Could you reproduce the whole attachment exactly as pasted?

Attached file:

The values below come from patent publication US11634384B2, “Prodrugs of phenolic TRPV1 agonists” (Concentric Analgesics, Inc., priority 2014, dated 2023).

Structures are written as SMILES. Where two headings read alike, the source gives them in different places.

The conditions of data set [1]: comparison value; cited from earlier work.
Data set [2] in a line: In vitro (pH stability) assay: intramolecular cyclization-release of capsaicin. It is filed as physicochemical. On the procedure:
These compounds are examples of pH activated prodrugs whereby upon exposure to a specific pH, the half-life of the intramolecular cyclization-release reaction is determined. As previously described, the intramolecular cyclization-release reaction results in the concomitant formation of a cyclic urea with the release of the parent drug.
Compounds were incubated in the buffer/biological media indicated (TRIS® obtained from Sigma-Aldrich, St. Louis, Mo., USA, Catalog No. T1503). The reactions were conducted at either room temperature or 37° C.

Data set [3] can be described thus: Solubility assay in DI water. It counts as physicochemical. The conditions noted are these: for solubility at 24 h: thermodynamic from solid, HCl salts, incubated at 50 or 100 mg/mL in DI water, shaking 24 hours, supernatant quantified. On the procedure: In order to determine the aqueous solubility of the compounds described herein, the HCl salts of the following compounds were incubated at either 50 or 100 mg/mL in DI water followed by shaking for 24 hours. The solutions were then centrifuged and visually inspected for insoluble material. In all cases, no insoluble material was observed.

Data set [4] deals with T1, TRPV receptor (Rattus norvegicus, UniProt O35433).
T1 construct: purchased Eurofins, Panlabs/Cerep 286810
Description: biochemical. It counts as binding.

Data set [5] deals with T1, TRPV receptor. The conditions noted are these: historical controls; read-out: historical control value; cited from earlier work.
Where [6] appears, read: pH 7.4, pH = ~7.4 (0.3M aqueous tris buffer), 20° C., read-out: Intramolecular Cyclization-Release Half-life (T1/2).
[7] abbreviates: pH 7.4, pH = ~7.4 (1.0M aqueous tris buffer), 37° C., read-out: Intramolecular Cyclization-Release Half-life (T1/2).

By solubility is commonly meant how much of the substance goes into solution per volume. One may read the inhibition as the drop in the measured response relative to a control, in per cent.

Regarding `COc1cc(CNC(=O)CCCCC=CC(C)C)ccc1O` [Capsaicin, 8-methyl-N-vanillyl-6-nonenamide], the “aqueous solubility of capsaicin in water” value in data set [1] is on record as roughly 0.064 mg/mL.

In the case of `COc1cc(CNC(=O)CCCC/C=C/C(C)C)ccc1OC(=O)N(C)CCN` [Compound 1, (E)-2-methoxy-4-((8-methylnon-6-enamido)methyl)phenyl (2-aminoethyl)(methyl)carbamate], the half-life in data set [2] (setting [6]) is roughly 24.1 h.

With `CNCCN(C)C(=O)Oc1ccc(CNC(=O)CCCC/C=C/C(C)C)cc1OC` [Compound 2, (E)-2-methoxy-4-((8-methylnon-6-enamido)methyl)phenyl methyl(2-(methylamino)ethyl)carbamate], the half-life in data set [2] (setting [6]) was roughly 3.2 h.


The values below come from patent publication US11634384B2, “Prodrugs of phenolic TRPV1 agonists” (Concentric Analgesics, Inc., priority 2014, dated 2023).

Structures are written as SMILES. Where two headings read alike, the source gives them in different places.

The conditions of data set [1]: comparison value; cited from earlier work.
Data set [2] in a line: In vitro (pH stability) assay: intramolecular cyclization-release of capsaicin. It is filed as physicochemical. On the procedure:
These compounds are examples of pH activated prodrugs whereby upon exposure to a specific pH, the half-life of the intramolecular cyclization-release reaction is determined. As previously described, the intramolecular cyclization-release reaction results in the concomitant formation of a cyclic urea with the release of the parent drug.
Compounds were incubated in the buffer/biological media indicated (TRIS® obtained from Sigma-Aldrich, St. Louis, Mo., USA, Catalog No. T1503). The reactions were conducted at either room temperature or 37° C.

Data set [3] can be described thus: Solubility assay in DI water. It counts as physicochemical. The conditions noted are these: for solubility at 24 h: thermodynamic from solid, HCl salts, incubated at 50 or 100 mg/mL in DI water, shaking 24 hours, supernatant quantified. On the procedure: In order to determine the aqueous solubility of the compounds described herein, the HCl salts of the following compounds were incubated at either 50 or 100 mg/mL in DI water followed by shaking for 24 hours. The solutions were then centrifuged and visually inspected for insoluble material. In all cases, no insoluble material was observed.

Data set [4] deals with T1, TRPV receptor (Rattus norvegicus, UniProt O35433).
T1 construct: purchased Eurofins, Panlabs/Cerep 286810
Description: biochemical. It counts as binding.

Data set [5] deals with T1, TRPV receptor. The conditions noted are these: historical controls; read-out: historical control value; cited from earlier work.
Where [6] appears, read: pH 7.4, pH = ~7.4 (0.3M aqueous tris buffer), 20° C., read-out: Intramolecular Cyclization-Release Half-life (T1/2).
[7] abbreviates: pH 7.4, pH = ~7.4 (1.0M aqueous tris buffer), 37° C., read-out: Intramolecular Cyclization-Release Half-life (T1/2).

By solubility is commonly meant how much of the substance goes into solution per volume. One may read the inhibition as the drop in the measured response relative to a control, in per cent.

Regarding `COc1cc(CNC(=O)CCCCC=CC(C)C)ccc1O` [Capsaicin, 8-methyl-N-vanillyl-6-nonenamide], the “aqueous solubility of capsaicin in water” value in data set [1] is on record as roughly 0.064 mg/mL.

In the case of `COc1cc(CNC(=O)CCCC/C=C/C(C)C)ccc1OC(=O)N(C)CCN` [Compound 1, (E)-2-methoxy-4-((8-methylnon-6-enamido)methyl)phenyl (2-aminoethyl)(methyl)carbamate], the half-life in data set [2] (setting [6]) is roughly 24.1 h.

With `CNCCN(C)C(=O)Oc1ccc(CNC(=O)CCCC/C=C/C(C)C)cc1OC` [Compound 2, (E)-2-methoxy-4-((8-methylnon-6-enamido)methyl)phenyl methyl(2-(methylamino)ethyl)carbamate], the half-life in data set [2] (setting [6]) was roughly 3.2 h.